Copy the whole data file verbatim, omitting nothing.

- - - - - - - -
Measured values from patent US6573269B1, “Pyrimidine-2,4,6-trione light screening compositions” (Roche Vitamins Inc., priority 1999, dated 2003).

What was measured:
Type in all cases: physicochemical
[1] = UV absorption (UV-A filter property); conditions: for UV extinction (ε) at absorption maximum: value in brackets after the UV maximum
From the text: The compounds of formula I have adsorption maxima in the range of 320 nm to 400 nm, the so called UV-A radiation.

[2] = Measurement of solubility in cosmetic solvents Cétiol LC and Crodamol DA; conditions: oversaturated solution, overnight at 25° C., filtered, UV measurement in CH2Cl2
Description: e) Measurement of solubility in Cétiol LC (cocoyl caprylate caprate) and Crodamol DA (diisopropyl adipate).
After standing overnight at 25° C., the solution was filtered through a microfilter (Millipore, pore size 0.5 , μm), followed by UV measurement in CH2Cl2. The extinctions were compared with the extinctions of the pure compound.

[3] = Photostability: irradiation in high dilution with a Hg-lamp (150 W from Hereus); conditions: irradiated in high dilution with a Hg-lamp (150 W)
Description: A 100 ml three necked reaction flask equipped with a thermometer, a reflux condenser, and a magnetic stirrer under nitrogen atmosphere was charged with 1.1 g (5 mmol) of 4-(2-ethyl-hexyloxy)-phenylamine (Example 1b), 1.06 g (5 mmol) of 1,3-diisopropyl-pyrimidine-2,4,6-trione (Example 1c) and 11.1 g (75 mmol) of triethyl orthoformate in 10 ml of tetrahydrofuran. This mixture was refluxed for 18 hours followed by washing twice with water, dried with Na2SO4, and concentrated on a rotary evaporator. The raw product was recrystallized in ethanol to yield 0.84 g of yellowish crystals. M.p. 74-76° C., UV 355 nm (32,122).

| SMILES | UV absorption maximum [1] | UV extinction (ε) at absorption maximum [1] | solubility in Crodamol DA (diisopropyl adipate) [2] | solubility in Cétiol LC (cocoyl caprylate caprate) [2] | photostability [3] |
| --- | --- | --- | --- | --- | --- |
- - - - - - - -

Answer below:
Measured values from patent US6573269B1, “Pyrimidine-2,4,6-trione light screening compositions” (Roche Vitamins Inc., priority 1999, dated 2003).

What was measured:
Type in all cases: physicochemical
[1] = UV absorption (UV-A filter property); conditions: for UV extinction (ε) at absorption maximum: value in brackets after the UV maximum
From the text: The compounds of formula I have adsorption maxima in the range of 320 nm to 400 nm, the so called UV-A radiation.

[2] = Measurement of solubility in cosmetic solvents Cétiol LC and Crodamol DA; conditions: oversaturated solution, overnight at 25° C., filtered, UV measurement in CH2Cl2
Description: e) Measurement of solubility in Cétiol LC (cocoyl caprylate caprate) and Crodamol DA (diisopropyl adipate).
After standing overnight at 25° C., the solution was filtered through a microfilter (Millipore, pore size 0.5 , μm), followed by UV measurement in CH2Cl2. The extinctions were compared with the extinctions of the pure compound.

[3] = Photostability: irradiation in high dilution with a Hg-lamp (150 W from Hereus); conditions: irradiated in high dilution with a Hg-lamp (150 W)
Description: A 100 ml three necked reaction flask equipped with a thermometer, a reflux condenser, and a magnetic stirrer under nitrogen atmosphere was charged with 1.1 g (5 mmol) of 4-(2-ethyl-hexyloxy)-phenylamine (Example 1b), 1.06 g (5 mmol) of 1,3-diisopropyl-pyrimidine-2,4,6-trione (Example 1c) and 11.1 g (75 mmol) of triethyl orthoformate in 10 ml of tetrahydrofuran. This mixture was refluxed for 18 hours followed by washing twice with water, dried with Na2SO4, and concentrated on a rotary evaporator. The raw product was recrystallized in ethanol to yield 0.84 g of yellowish crystals. M.p. 74-76° C., UV 355 nm (32,122).

| SMILES | UV absorption maximum [1] | UV extinction (ε) at absorption maximum [1] | solubility in Crodamol DA (diisopropyl adipate) [2] | solubility in Cétiol LC (cocoyl caprylate caprate) [2] | photostability [3] |
| --- | --- | --- | --- | --- | --- |